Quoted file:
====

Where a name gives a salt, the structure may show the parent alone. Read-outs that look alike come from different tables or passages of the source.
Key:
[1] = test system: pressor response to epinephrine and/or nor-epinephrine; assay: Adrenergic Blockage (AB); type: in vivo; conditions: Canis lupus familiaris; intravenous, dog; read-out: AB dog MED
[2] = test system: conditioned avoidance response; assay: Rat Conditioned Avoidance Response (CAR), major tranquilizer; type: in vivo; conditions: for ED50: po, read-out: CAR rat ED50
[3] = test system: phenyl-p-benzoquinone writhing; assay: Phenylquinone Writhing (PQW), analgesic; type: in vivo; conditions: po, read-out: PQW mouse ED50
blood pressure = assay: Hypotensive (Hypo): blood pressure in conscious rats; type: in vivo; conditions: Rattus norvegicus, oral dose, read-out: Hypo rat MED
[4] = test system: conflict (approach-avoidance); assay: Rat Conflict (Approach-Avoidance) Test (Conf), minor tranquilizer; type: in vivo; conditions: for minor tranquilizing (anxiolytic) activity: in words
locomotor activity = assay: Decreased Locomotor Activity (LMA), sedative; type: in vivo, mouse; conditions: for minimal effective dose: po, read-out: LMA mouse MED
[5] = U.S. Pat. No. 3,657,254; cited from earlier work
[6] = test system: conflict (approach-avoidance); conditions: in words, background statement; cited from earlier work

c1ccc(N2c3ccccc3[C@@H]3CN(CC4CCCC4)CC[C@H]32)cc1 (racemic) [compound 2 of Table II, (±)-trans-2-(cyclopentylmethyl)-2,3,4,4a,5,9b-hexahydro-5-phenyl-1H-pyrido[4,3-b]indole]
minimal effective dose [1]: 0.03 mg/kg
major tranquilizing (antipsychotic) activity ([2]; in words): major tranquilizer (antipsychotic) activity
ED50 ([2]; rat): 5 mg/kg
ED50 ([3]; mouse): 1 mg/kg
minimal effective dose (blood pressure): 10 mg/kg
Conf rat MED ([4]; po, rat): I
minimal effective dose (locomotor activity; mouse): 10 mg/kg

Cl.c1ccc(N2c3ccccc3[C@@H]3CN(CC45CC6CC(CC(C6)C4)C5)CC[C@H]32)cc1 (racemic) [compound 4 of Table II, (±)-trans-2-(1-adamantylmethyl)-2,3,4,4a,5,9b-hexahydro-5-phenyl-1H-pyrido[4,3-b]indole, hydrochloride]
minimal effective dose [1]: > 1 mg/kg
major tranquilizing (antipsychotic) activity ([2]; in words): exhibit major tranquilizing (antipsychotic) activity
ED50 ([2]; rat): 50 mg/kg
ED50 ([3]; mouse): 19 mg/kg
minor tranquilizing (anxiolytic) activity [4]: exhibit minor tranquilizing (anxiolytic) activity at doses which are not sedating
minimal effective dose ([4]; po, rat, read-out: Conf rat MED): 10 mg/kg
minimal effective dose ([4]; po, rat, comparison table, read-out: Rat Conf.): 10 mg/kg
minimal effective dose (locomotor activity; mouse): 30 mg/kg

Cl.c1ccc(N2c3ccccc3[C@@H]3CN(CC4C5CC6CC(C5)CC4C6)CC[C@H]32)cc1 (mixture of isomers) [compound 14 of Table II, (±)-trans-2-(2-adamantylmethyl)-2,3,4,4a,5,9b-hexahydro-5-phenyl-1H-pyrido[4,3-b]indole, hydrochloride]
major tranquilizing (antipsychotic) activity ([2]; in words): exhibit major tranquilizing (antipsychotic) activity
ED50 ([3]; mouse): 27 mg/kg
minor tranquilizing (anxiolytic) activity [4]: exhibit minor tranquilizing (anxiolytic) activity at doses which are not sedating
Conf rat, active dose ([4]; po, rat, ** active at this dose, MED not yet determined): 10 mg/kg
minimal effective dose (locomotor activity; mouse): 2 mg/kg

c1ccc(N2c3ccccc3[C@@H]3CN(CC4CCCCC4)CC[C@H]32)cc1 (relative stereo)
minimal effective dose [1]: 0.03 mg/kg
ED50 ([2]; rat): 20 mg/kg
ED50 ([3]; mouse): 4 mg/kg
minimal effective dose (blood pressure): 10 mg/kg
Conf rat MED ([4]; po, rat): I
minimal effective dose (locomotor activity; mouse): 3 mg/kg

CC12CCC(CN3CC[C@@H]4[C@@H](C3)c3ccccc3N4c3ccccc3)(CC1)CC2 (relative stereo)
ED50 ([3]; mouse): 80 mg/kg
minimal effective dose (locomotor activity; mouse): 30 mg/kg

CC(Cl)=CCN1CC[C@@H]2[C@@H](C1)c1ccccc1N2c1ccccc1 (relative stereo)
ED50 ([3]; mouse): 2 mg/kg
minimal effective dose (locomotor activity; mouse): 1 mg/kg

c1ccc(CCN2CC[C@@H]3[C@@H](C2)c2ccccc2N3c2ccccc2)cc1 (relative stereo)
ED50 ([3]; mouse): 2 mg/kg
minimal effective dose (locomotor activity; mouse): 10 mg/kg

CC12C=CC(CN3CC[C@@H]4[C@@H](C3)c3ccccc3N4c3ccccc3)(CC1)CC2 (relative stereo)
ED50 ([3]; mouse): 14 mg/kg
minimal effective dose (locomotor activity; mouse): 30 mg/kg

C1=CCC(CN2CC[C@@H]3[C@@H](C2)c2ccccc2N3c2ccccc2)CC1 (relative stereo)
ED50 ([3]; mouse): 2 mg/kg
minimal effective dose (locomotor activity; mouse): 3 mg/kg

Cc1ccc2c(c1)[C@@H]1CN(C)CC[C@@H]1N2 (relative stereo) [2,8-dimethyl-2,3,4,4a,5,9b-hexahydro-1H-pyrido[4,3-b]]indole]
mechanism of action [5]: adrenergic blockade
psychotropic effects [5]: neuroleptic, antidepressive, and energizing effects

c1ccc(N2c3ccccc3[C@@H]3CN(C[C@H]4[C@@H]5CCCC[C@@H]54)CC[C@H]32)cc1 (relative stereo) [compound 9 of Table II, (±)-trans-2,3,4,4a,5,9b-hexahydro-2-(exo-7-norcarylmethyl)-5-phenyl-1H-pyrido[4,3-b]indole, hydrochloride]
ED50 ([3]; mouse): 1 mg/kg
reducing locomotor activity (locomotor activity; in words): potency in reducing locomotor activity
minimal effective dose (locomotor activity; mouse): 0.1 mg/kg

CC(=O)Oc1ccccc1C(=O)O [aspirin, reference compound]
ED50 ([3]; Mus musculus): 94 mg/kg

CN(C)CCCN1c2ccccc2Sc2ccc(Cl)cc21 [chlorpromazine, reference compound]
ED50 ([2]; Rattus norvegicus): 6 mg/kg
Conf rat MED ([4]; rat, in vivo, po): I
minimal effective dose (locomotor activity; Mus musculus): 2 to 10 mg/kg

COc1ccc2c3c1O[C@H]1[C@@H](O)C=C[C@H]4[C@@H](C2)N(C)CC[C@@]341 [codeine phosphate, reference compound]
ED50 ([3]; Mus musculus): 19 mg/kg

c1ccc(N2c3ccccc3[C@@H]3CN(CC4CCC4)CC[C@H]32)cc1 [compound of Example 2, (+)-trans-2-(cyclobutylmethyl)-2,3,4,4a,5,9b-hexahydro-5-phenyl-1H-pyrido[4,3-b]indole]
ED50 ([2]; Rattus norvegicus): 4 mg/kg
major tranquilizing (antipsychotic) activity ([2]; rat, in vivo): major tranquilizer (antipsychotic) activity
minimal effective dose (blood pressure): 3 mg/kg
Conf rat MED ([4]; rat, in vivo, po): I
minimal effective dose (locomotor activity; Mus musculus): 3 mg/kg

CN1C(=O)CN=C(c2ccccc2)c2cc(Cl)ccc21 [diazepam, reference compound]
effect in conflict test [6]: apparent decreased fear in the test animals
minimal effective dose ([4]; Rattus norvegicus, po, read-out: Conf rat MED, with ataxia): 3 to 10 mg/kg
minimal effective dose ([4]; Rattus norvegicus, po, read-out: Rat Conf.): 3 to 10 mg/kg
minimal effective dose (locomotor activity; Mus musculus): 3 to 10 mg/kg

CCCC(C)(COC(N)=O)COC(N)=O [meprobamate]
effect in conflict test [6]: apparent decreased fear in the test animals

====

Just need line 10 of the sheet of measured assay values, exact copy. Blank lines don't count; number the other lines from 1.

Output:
[6] = test system: conflict (approach-avoidance); conditions: in words, background statement; cited from earlier work